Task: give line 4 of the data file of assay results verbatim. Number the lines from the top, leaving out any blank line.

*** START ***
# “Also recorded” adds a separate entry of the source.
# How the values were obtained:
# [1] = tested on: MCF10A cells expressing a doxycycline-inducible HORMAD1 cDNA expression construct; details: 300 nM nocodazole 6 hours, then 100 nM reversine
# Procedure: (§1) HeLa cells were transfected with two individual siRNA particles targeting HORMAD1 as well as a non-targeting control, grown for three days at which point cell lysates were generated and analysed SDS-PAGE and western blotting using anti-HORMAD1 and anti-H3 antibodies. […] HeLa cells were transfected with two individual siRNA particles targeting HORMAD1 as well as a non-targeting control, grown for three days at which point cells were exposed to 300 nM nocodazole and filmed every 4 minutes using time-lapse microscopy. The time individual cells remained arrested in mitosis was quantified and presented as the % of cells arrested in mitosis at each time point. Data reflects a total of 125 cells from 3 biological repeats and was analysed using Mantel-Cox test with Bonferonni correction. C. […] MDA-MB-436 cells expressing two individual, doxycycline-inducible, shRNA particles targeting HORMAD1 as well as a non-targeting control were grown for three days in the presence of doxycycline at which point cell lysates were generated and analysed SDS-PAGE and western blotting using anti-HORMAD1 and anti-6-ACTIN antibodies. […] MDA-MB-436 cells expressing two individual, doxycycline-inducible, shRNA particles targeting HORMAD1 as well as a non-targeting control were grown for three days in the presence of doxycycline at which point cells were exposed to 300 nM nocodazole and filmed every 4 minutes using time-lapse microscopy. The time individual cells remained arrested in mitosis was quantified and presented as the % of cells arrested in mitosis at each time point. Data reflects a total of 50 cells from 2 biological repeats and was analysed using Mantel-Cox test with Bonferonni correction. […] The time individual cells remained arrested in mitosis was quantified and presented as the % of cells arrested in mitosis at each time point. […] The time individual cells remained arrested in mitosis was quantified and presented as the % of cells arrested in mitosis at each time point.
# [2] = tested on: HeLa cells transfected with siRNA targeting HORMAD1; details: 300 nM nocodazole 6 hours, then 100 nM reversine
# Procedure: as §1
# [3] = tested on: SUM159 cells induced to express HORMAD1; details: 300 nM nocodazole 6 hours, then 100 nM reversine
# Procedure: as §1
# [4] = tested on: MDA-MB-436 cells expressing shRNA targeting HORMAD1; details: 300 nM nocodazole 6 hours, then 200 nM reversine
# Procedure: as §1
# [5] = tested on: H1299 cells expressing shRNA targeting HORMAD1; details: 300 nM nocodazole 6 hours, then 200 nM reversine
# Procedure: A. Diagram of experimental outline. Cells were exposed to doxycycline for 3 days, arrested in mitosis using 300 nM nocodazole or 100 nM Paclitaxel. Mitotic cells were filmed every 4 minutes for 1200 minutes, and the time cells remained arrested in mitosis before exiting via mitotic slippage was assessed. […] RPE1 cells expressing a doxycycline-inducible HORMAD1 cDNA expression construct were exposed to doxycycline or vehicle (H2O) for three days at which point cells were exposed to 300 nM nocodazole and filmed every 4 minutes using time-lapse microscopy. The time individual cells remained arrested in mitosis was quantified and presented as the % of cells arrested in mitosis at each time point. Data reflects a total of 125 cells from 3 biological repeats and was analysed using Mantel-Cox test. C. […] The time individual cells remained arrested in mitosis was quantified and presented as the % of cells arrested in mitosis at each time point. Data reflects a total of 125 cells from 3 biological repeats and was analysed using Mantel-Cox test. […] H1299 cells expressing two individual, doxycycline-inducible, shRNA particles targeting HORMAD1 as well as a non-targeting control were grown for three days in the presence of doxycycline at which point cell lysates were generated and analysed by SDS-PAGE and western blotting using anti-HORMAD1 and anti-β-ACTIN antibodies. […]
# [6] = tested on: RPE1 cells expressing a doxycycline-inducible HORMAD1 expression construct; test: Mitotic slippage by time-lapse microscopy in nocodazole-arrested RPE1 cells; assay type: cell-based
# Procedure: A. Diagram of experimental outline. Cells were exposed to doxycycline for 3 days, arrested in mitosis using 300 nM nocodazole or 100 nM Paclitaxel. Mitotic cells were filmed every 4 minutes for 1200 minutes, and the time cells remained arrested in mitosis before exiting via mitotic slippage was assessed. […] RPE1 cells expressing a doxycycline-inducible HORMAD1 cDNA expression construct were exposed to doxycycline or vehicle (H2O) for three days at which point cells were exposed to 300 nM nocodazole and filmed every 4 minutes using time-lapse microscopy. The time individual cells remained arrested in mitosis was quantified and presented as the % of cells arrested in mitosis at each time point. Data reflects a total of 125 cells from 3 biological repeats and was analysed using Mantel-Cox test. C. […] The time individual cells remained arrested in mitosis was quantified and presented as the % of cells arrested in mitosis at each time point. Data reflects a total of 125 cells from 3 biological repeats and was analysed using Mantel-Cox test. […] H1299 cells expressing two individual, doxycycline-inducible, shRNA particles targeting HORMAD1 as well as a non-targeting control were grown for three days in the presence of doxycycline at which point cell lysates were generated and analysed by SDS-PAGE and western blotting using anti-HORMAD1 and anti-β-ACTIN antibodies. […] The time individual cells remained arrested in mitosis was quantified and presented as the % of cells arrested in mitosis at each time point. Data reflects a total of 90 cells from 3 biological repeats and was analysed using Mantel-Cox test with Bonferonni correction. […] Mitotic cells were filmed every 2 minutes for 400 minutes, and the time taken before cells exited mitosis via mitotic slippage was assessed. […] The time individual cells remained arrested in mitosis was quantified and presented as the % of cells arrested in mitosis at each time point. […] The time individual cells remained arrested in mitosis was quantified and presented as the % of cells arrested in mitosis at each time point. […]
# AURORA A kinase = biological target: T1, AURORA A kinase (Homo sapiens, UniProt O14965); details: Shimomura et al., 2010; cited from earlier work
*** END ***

# Procedure: (§1) HeLa cells were transfected with two individual siRNA particles targeting HORMAD1 as well as a non-targeting control, grown for three days at which point cell lysates were generated and analysed SDS-PAGE and western blotting using anti-HORMAD1 and anti-H3 antibodies. […] HeLa cells were transfected with two individual siRNA particles targeting HORMAD1 as well as a non-targeting control, grown for three days at which point cells were exposed to 300 nM nocodazole and filmed every 4 minutes using time-lapse microscopy. The time individual cells remained arrested in mitosis was quantified and presented as the % of cells arrested in mitosis at each time point. Data reflects a total of 125 cells from 3 biological repeats and was analysed using Mantel-Cox test with Bonferonni correction. C. […] MDA-MB-436 cells expressing two individual, doxycycline-inducible, shRNA particles targeting HORMAD1 as well as a non-targeting control were grown for three days in the presence of doxycycline at which point cell lysates were generated and analysed SDS-PAGE and western blotting using anti-HORMAD1 and anti-6-ACTIN antibodies. […] MDA-MB-436 cells expressing two individual, doxycycline-inducible, shRNA particles targeting HORMAD1 as well as a non-targeting control were grown for three days in the presence of doxycycline at which point cells were exposed to 300 nM nocodazole and filmed every 4 minutes using time-lapse microscopy. The time individual cells remained arrested in mitosis was quantified and presented as the % of cells arrested in mitosis at each time point. Data reflects a total of 50 cells from 2 biological repeats and was analysed using Mantel-Cox test with Bonferonni correction. […] The time individual cells remained arrested in mitosis was quantified and presented as the % of cells arrested in mitosis at each time point. […] The time individual cells remained arrested in mitosis was quantified and presented as the % of cells arrested in mitosis at each time point.